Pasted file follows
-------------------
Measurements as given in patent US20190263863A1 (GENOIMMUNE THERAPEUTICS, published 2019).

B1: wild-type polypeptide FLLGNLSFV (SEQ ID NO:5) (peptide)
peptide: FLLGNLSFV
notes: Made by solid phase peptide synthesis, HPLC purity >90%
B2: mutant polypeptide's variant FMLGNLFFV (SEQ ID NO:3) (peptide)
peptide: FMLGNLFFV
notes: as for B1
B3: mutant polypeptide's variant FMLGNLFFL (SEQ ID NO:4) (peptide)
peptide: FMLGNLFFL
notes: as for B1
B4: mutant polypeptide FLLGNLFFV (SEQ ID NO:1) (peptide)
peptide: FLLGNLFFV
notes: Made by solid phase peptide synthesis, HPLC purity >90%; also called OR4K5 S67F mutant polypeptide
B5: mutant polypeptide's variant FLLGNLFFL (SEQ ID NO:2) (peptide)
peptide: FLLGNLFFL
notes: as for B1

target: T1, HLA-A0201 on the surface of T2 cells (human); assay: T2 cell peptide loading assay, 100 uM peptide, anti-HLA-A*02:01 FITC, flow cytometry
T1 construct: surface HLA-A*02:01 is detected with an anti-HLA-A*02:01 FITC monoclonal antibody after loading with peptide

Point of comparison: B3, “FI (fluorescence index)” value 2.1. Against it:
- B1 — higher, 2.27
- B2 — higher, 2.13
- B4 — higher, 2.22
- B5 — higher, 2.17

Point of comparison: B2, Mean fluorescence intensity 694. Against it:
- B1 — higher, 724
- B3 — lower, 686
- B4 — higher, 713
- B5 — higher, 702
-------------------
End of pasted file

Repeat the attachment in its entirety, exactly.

Measurements as given in patent US20190263863A1 (GENOIMMUNE THERAPEUTICS, published 2019).

B1: wild-type polypeptide FLLGNLSFV (SEQ ID NO:5) (peptide)
peptide: FLLGNLSFV
notes: Made by solid phase peptide synthesis, HPLC purity >90%
B2: mutant polypeptide's variant FMLGNLFFV (SEQ ID NO:3) (peptide)
peptide: FMLGNLFFV
notes: as for B1
B3: mutant polypeptide's variant FMLGNLFFL (SEQ ID NO:4) (peptide)
peptide: FMLGNLFFL
notes: as for B1
B4: mutant polypeptide FLLGNLFFV (SEQ ID NO:1) (peptide)
peptide: FLLGNLFFV
notes: Made by solid phase peptide synthesis, HPLC purity >90%; also called OR4K5 S67F mutant polypeptide
B5: mutant polypeptide's variant FLLGNLFFL (SEQ ID NO:2) (peptide)
peptide: FLLGNLFFL
notes: as for B1

target: T1, HLA-A0201 on the surface of T2 cells (human); assay: T2 cell peptide loading assay, 100 uM peptide, anti-HLA-A*02:01 FITC, flow cytometry
T1 construct: surface HLA-A*02:01 is detected with an anti-HLA-A*02:01 FITC monoclonal antibody after loading with peptide

Point of comparison: B3, “FI (fluorescence index)” value 2.1. Against it:
- B1 — higher, 2.27
- B2 — higher, 2.13
- B4 — higher, 2.22
- B5 — higher, 2.17

Point of comparison: B2, Mean fluorescence intensity 694. Against it:
- B1 — higher, 724
- B3 — lower, 686
- B4 — higher, 713
- B5 — higher, 702